For more information on the events, visit https://www.BuenaVistaEvents.com or https://www.MisterRogersWeekofKindness.com.
A Quick Primer on the Team Solving Orange County’s Affordable Housing Crisis
ORLANDO, Fla. (FNN NEWS) – Orange County faces a growing affordable housing crisis, and Mayor Jerry Demings has taken notice–and action. Shortly after his inauguration, he formed Housing For All, an affordable housing task force to face the challenge head-on.
The Housing For All task force doesn’t meet monthly like the County Commission–in fact, their next meeting won’t be until October 4, 2019–but they do work when they’re not meeting. The task force is made up of three subcommittees, Design and Infrastructure Subcommittee, Accessibility and Opportunity Subcommittee and Innovation and Sustainability Subcommittee. These three subcommittees meet twice a month to come up with ideas and plans to fix the affordable housing problem.
Each subcommittee has a specific focus on ways to help solve the problem of affordable housing. The Design and Infrastructure Subcommittee is focused on the design of new affordable housing projects, the renovation of current affordable housing that might need fixing and land development for affordable housing units. The Accessibility and Opportunity Subcommittee is focused on making sure affordable housing is accessible to the major economic zones of the city, develop partnerships with groups and focus on outreach in the county. The Innovation and Sustainability Subcommittee is focused on finding ways to increase the supply of affordable housing and how to preserve affordable housing.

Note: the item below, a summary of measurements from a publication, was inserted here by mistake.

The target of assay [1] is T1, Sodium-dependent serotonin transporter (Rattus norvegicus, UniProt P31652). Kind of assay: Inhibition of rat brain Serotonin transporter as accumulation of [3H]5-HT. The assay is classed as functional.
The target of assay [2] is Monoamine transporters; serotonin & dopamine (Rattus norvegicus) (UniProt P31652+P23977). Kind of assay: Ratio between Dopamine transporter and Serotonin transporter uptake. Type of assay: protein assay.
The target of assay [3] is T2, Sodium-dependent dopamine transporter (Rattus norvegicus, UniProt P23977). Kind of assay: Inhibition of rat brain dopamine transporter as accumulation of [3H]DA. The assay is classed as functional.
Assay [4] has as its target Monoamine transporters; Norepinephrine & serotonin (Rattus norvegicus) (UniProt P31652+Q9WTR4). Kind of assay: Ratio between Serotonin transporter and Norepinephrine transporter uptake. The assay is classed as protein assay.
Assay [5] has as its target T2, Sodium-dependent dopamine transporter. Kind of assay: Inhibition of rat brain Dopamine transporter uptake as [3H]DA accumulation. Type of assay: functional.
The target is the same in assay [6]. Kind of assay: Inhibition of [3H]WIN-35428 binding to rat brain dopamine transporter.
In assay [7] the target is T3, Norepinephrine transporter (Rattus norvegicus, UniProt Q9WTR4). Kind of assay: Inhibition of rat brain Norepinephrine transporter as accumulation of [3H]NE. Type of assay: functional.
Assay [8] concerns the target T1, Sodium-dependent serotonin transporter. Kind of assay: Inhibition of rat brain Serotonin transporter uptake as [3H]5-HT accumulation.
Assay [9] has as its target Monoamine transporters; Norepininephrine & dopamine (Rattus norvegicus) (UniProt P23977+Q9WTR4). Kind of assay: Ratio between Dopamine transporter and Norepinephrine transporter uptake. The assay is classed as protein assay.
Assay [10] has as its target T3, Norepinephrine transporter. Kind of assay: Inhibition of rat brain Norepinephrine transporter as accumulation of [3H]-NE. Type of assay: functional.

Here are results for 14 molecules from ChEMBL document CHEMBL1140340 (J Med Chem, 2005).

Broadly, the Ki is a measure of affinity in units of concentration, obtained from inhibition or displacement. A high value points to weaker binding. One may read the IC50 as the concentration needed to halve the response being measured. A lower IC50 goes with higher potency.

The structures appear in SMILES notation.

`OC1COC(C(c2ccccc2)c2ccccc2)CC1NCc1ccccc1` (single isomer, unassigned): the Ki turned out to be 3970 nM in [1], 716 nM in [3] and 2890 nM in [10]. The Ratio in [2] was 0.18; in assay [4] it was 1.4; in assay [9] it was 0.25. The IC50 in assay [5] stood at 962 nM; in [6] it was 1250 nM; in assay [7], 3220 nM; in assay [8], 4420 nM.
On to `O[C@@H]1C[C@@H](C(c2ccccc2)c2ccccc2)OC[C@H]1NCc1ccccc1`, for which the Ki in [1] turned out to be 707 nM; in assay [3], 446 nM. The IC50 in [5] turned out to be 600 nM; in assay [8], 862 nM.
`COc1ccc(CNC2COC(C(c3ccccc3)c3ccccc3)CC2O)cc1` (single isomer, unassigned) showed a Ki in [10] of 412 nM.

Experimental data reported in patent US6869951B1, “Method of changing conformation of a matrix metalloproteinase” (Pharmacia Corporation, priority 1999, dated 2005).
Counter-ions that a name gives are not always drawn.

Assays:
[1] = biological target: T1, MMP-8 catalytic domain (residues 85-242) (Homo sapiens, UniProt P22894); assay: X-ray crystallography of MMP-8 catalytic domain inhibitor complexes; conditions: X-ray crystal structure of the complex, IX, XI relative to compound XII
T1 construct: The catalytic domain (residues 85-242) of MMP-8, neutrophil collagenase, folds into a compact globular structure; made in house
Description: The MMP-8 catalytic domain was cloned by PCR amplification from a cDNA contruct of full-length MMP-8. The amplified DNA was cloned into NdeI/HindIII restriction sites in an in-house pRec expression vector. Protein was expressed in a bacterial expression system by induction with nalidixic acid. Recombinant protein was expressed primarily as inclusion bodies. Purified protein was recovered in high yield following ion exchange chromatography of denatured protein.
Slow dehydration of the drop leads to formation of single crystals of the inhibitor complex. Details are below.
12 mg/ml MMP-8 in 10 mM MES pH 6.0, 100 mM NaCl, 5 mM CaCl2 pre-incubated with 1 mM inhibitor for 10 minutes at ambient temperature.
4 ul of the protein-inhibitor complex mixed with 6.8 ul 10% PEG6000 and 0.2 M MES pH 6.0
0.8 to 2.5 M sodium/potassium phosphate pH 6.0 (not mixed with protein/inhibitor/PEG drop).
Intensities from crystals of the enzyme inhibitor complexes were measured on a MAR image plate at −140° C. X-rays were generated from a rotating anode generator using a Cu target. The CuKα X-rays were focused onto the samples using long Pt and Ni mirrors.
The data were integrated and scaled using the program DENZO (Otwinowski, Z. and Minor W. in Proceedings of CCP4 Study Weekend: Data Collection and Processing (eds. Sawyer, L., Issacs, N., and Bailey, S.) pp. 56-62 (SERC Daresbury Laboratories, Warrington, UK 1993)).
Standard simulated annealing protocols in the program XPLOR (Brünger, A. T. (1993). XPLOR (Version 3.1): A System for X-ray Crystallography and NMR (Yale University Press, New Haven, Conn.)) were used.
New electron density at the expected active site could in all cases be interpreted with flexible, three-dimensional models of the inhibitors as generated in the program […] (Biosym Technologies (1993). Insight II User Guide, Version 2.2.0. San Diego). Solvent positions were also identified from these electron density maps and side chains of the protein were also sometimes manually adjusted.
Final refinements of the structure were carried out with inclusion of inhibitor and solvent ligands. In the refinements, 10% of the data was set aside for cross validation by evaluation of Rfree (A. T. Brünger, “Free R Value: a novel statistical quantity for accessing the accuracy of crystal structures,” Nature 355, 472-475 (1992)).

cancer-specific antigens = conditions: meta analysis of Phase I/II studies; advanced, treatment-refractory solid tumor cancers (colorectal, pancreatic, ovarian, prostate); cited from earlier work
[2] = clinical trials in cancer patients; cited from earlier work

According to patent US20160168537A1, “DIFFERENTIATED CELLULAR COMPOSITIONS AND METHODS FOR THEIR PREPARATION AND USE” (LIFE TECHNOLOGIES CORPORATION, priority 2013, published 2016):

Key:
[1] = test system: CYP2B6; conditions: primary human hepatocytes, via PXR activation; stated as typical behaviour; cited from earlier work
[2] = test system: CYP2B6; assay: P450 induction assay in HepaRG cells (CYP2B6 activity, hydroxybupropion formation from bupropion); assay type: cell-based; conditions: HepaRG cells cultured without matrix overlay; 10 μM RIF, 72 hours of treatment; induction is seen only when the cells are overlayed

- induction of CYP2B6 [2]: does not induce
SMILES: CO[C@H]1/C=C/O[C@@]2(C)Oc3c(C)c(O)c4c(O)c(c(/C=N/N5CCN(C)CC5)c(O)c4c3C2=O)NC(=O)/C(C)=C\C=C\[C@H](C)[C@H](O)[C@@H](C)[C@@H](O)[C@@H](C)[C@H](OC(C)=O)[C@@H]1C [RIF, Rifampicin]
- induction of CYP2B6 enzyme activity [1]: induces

At their next meeting in October these subcommittees will update the county on what they have accomplished and what they plan to do in the future. For information from previous Housing for All Task Force meetings or the meeting schedule, visit the Orange County Government website.
Leyton Blackwell is a photojournalist and Florida National News contributor. | firstname.lastname@example.org
Opening Biopic ‘Te Ata’ Sets High Bar for 2016 Orlando Film Festival
ORLANDO (FNN NEWS) – Orlando Film Festival kicked off at Cobb Theaters in Downtown Orlando Wednesday night. The red carpet came alive with excited filmmakers and actors ready to showcase their projects to the Orlando community and, in some cases, to the world at large, including Nathan Frankowski, director of this year’s opening feature Te Ata.
About Te Ata
Frankowski’s biopic feature chronicles the true story of Chickasaw actress and storyteller Mary Frances Thompson, whose love of stories and the Chickasaw Nation fueled her to share the Chickasaw culture with new audiences in the early 1900s, a time when the United States was still growing as a nation and clashed with Native American peoples in the process.
Viewers are immediately swept into the saga from the film’s opening scene with a voice-over folk tale told by Mary Thompson’s father, T.B. Thompson (played by Gil Birmingham). Ironically, though his storytelling places the seed of inspiration in her, it slowly becomes a source of friction between them as she ages.